By Mary Pembleton
After serving more than 25 years as a law clerk, attorney and partner at Robert & Stevens law firm in Asheville, Jacqueline Grant ’92 is gaining a new perspective from the other side of the bench.
Gov. Roy Cooper appointed Grant as a Superior Court judge serving District 28 in Buncombe County in April of 2021.
Grant said the transition from lawyer to judge wasn’t a difficult one; her extensive experience with trial work meant that she was well-versed in a judge’s responsibilities before taking them on herself. But that’s not to say her old job doesn’t occasionally cross her mind in the courtroom. “In the trial when you’re hearing testimony, in your mind you’re thinking, ‘Where’s the objection? Where’s the objection?’” Grant said with a laugh.
Grant, an Asheville native, is enjoying the challenge of her new role. But what she appreciates most is the opportunity to affect the trajectory of a person’s life.
“It’s really neat that you sometimes have the ability as a judge when you’re sentencing, whether it’s from a plea arrangement or a jury verdict, to steer somebody in the right direction,” Grant said.
Grant knew she wanted to be a lawyer after taking a civics class in high school, but it wasn’t until she served as president of the North Carolina Bar Association from 2018 to 2019 that she ever considered the possibility of presiding over a courtroom. As president, Grant attended the National Bar Association conferences with representatives from all over the country who collaborated on approaches to issues like bail reform, access and affordability of legal services, law enforcement issues and minority communities. She then presented potential strategies to local and state lawmakers, as well as the chief justice of North Carolina. “I think it just opened my eyes to different issues and the avenues available that have a greater impact,” she said.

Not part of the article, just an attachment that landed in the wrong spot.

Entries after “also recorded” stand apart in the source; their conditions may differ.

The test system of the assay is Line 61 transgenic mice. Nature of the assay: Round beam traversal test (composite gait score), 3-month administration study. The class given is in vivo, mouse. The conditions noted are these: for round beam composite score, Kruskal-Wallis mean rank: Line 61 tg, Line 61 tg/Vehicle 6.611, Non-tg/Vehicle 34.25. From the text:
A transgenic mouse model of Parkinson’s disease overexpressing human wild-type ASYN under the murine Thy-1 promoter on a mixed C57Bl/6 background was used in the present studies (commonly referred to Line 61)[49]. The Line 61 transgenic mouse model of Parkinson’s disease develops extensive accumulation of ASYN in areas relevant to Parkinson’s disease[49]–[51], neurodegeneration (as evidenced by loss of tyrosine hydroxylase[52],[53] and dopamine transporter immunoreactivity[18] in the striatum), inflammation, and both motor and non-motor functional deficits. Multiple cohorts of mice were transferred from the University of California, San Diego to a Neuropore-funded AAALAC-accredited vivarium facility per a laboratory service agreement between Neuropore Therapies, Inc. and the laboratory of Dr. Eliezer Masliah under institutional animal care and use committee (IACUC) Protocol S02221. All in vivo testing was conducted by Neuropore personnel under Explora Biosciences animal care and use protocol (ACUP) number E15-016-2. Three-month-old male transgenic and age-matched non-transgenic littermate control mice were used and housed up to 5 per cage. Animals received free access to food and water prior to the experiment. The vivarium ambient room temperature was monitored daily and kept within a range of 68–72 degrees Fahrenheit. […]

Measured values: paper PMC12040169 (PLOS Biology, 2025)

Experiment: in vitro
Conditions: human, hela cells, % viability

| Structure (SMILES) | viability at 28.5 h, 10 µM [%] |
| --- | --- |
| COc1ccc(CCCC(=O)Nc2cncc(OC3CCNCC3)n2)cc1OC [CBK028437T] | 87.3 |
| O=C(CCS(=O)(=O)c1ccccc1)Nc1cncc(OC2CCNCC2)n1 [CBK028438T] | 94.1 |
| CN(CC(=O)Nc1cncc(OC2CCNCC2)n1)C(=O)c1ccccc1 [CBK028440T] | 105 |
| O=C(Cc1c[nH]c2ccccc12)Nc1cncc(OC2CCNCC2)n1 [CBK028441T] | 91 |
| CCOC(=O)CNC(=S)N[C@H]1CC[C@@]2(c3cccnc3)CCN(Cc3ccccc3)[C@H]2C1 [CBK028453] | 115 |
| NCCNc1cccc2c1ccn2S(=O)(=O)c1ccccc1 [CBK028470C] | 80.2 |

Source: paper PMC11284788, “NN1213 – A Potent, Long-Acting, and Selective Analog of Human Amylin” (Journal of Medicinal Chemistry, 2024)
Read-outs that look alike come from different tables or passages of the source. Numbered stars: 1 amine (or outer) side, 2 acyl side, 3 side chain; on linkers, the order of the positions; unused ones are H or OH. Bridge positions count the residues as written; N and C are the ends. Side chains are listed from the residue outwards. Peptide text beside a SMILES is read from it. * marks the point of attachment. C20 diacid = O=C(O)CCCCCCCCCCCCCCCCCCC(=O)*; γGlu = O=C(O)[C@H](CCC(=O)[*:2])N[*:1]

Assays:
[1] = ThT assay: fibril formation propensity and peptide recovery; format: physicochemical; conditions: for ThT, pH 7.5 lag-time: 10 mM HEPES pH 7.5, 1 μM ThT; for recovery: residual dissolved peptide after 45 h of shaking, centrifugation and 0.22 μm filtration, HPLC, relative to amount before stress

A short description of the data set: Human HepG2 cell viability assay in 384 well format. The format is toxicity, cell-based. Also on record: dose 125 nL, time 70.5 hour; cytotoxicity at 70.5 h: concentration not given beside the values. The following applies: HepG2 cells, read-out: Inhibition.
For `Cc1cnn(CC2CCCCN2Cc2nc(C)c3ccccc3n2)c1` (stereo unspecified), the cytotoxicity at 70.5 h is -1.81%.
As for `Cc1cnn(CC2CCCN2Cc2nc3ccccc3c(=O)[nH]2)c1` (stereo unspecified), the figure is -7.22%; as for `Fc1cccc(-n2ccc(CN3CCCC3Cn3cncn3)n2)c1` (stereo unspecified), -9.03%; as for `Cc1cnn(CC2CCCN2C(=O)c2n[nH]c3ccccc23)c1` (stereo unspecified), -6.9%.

One of those avenues came to light when the Honorable Judge Marvin Pope retired in January 2021. Grant said that several of her peers reached out and encouraged her to consider the position, and when she agreed, they recommended her to Gov. Cooper.
“When Gov. Cooper gets these kinds of recommendations, his office reaches out to the different individuals to say, ‘Would you be interested? Is this something you’d be willing to do?’” Grant said. “Then they do a whole screening process. It’s very in-depth, not just your background. He makes a point of having a long conversation, about things like your philosophy and your approach to judicial reform.”
As for judicial reform, Grant disagrees with what she calls “the mantra of lock ’em up, lock ’em up,” in favor of trying to break the cycle of incarceration. “Some of these crimes are really based on people having addictions, or issues of that nature,” Grant said, “If you put them in prison, and not into a drug treatment program, then you’re not solving the problem, because when they come back out, they’re going to commit the same crimes.”
And Grant’s philosophy is rooted in a foundation of critical thinking, which she developed as a political science major at Western Carolina University. It was at WCU that Grant said the department, which she described as “phenomenal,” challenged her to do the deep research necessary to support her opinions in a debate, a practice that has stayed with her since law school at the University of North Carolina at Chapel Hill, and the rest of her career.
“When somebody floats a position, whether it’s a political position or something happening in our legislature like a bill in Congress, I am a person who is going to research the facts,” Grant said.
It is that commitment to the truth, to the law, and to serving her community that led Grant to the bench. And now that she’s there, she’s excited to make a difference.